The Organisation Undoing Tax Abuse (OUTA) finds Minister Peters’ comments and response to the DA’s questions in Parliament this week – regarding the progress of the e-toll situation – as a reflection of someone who is grossly out of touch with reality on the matter.
For the Minister to say “No money is lost as the amount of revenue which is not collected remains in debtors, and therefore still collectible from the debtor” is tantamount to a gross oversimplification of the real world, when it comes to the scheme’s effectiveness and workability as a user pays scheme to finance the freeway upgrade.
“There are numerous examples of insurmountable debt which is meaningless when reflected in the balance sheets of these organisations, if the money becomes irretrievable. Such examples are seen in the many municipal and metro Road Traffic departments and metro electricity billing crisis where billions of rands are owed to the local authorities and yet they are unable to collect or enforce,” says Wayne Duvenage, the Chairperson of OUTA. “The money may reflect in the books of these organisations, but the reality is the authorities will never find a way to convert the debt into bankable revenue.”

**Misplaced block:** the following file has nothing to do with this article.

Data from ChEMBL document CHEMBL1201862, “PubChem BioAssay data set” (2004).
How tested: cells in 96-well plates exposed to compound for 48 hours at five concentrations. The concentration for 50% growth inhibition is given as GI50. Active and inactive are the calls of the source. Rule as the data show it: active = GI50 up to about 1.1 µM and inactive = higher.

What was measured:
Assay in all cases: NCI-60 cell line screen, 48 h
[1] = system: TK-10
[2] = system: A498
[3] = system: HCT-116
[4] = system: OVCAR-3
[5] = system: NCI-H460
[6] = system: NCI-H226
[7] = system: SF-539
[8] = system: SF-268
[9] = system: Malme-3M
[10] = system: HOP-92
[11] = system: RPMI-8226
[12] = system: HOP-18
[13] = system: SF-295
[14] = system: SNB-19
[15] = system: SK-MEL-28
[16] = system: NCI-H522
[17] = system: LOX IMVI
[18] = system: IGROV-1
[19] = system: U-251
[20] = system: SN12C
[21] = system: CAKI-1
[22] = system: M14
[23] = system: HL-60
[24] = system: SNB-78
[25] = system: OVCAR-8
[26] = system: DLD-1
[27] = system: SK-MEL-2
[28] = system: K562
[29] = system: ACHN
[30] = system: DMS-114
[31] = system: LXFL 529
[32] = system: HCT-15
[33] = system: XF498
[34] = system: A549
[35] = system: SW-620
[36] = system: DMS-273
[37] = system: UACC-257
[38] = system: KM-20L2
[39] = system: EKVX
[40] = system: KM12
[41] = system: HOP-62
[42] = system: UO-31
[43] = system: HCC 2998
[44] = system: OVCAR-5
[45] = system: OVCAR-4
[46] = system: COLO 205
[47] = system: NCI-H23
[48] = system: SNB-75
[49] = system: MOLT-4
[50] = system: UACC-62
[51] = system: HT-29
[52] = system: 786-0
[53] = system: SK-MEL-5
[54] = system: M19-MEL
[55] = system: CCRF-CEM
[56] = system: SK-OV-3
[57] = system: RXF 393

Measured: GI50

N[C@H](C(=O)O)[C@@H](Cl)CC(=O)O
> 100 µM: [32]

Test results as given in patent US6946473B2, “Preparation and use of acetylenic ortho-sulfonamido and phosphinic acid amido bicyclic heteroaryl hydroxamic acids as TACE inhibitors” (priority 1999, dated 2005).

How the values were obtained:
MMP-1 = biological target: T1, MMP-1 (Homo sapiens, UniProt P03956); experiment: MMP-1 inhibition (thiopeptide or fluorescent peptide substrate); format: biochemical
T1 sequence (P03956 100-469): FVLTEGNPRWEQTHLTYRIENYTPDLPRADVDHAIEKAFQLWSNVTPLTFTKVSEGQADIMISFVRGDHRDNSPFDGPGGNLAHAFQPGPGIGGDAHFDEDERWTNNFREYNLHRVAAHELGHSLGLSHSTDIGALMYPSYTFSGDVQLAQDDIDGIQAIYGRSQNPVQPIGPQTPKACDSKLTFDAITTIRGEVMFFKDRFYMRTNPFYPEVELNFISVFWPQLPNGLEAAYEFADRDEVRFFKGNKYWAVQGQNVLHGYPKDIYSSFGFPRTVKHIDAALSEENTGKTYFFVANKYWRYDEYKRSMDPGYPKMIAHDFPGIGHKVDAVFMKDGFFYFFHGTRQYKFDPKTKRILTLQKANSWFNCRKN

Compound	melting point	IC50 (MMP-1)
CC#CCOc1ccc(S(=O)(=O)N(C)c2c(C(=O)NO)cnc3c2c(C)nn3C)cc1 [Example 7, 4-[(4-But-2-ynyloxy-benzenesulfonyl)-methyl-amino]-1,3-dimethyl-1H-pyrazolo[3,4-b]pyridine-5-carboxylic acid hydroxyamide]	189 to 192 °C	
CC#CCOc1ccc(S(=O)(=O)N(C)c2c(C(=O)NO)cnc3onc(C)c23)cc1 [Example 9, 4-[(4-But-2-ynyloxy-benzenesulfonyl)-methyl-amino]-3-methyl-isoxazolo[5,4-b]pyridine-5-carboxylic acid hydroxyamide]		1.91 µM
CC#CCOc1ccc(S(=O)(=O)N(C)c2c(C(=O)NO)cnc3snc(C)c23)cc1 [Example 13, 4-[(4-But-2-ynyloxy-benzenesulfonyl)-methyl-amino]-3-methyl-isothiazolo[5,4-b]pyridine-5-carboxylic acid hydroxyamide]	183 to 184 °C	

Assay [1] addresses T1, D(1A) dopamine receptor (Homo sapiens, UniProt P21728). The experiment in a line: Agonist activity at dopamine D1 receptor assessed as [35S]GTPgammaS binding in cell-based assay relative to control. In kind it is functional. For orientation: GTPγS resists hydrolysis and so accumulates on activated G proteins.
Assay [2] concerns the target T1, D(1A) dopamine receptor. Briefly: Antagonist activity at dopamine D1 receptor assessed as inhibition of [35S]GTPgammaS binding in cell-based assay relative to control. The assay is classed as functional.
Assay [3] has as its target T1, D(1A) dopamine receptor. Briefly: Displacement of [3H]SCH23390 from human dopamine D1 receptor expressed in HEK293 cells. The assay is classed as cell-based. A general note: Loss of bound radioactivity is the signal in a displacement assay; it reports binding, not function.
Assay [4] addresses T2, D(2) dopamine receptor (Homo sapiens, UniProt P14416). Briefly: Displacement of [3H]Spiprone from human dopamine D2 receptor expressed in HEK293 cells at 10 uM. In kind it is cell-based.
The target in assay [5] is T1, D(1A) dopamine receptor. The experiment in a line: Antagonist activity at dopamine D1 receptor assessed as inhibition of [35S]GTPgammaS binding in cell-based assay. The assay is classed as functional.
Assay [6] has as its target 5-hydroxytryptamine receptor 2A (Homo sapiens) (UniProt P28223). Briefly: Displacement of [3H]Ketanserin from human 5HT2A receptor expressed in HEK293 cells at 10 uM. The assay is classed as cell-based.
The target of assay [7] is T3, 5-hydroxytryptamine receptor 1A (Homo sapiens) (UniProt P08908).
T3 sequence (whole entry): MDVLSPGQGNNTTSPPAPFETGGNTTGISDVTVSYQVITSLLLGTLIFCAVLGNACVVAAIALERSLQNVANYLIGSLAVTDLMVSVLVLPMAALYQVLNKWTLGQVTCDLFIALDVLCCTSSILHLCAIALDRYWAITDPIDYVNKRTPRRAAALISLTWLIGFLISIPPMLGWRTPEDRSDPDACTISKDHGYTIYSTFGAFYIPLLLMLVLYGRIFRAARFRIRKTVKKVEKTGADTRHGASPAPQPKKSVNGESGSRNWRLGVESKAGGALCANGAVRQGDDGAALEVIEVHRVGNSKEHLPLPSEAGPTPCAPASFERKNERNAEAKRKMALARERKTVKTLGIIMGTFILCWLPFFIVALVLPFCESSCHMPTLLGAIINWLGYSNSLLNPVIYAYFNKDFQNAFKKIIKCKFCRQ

As far as the mounting debt on the flawed and irrational e-toll scheme goes, Sanral have very little chance of ever collecting the now almost R8bn outstanding debt. The e-toll discount dispensation which ended in May this year, had no significant impact on their plight and neither has Sanral’s latest round of summonses sent to 6500 members of the public.
We are eager to see how Sanral’s auditors will reflect last years “collectable” e-toll debt of several billions of rands, in the 2016 financial statements which are due any day now. It is common practice that once reasonable doubt exists on the collectability of mounting debt, especially that which has shown a growing trend for over a prolonged period, this debt must be written off – unless an extremely plausible explanation is provided to convince the auditor general of its retrievability.
The legal defensive challenge against the e-toll summonses remains a significant and real threat to the e-toll schemes existence and while the court challenges ensue, SANRAL’s debt will continue to mount, which poses serious problems for the state owned organization and its credit ratings.
“We believe the e-toll debacle is a self inflicted problem for SANRAL, as a result of their inability to meaningfully engage with the public or their critics on the schemes serious flaws, or to explore feasible solutions to the impasse. For as long as SANRAL and the Minister continue to bury their heads in the sand on the e-toll issue, OUTA, COSATU, the Faith Based organizations, political parties, business associations and the millions of defiant citizens will continue to treat this scheme with disdain and attention it deserves.”